More on brave maidens

Julian O'Dea (jodea@MAILHOST.DPIE.GOV.AU)
Thu, 1 Aug 1996 13:38:48 +1000

I (Julian O'Dea) wrote:
>: Does anybody have any comments or thoughts? [on cases of altruistic
>bravery among unmarried women and girls]

Sturla Molden replied:

>My personal opinion is that the answers to the functional values of human
>behavioural patterns cannot be found in modern world societies; that is,
>Homo sapiens evolved under conditions fundamentally different from, say,
>Oslo, Sidney, Miami beach, whatever. Therefore, the answers to these
>questions cannot be found by measuring the adaptive value of the
>altruistic behaviours in these environments. (Because they are not fitted
>to these.)
>We need to consider the environment - and the cultures - under which Homo
>sapiens sapiens evolved. At the end of the last glaciation (in the
>Palaeolithic period), all humans were pre-agricultural living in
>hunting-gathering cultures. The population of Great Britain 9000 B.C. is
>estimated to have been some 400-500 individs, living in small family
>groups of 20-40 members. This is also what we see in current
>pre-agricultural tribes, e.g. on Papaua New-Guinea. If humans have an
>innate attempt to help others, even though it mean acting purely
>altruistic, it must probably have evolved under circumstances like this
>and thus be an adaptation to this environment. Several explanations might
>(1) Kin-selection: If the family-groups were living separately, any
>person encountered in distress were likely to be a close relative. A
>discrimination between relative and non-relative were not needed.
>(2) Reciprocity: Small groups living together for a long period of time,
>isolated from other groups, is an ideally environment for the evolution
>of reciprocal altruism.
>(3) Group selection (I know this will be like severing in church): There
>must have been some contact among the family groups to avoid inbreeding.
>Therefore the family groups can resemble trait groups in Wilsons model.
>This will allow altruistic alleles to spread by group selection; i.e. the
>alleles are selected against inside the family groups but will still
>increase in the whole population.
>The attempt to help others have not been exterminated yet - even though
>conditions have changed -, perhaps dedue to a low selection pressure
>acting on large and geographical disperse population. (Evolutionary lag.)
>Thus, there will still be cases were +true altruism; is reported. What I
>am saying is that although altruistic maidens (and the like) do not make
>sence in our current context, it might simply be that we are looking at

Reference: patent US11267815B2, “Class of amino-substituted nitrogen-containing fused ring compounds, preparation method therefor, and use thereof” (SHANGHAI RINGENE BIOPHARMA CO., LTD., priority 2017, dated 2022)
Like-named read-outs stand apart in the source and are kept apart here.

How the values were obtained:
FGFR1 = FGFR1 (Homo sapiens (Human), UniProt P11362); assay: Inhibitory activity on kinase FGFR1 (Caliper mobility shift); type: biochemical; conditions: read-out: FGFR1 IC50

>the wrong place.
>Sturla Molden

Thanks to Sturla and everybody else who has commented on my original post
on "brave maidens", both on the ethology list and the anthropology list. I
have been away for a week and I hope to catch up on all the comments and
give a considered response, but this will have to do in the interim.

My point was that heroism in girls and women who have not bred would be
particularly hard to explain in terms of sociobiology, although one could
try to invoke "reciprocal altruism" I suppose. A second point I was making
was that it *does* nevertheless occur, as evidenced by heroism awards - my
"Grace Darling Effect". My overarching point was that it seems far easier
to explain this kind of altruism by way of culture than by way of genetic

I find it fascinating that people want to invoke genes rather than culture
in this regard. I am personally happy to consider that some human
behavioural traits (eg. sex differences in psychology) may have an innate
component. So I am not averse to such explanations. It is just that I
find such explanations (eg. Trivers') far-fetched in the case of human

There have been some comments about possible biases and lack of
representativeness in my sample based on recipients of bravery awards.
Nonetheless it is my impression that unmarried women and girls are quite
well represented in these awards. The cases involve individuals risking
their lives.

I am not motivated by a feminist agenda on this issue. (I am actually a
fairly conservative male.) I just want to see where the data take us. The
area of bravery in modern humans does not seem to have received a lot of
systematic study, by sociologists at least. There may be better ways of
getting objective data in this respect than the approach I have taken so
far. If so, I would be happy to think that someone might be motivated to
do something further and better along these lines. (Julian O'Dea)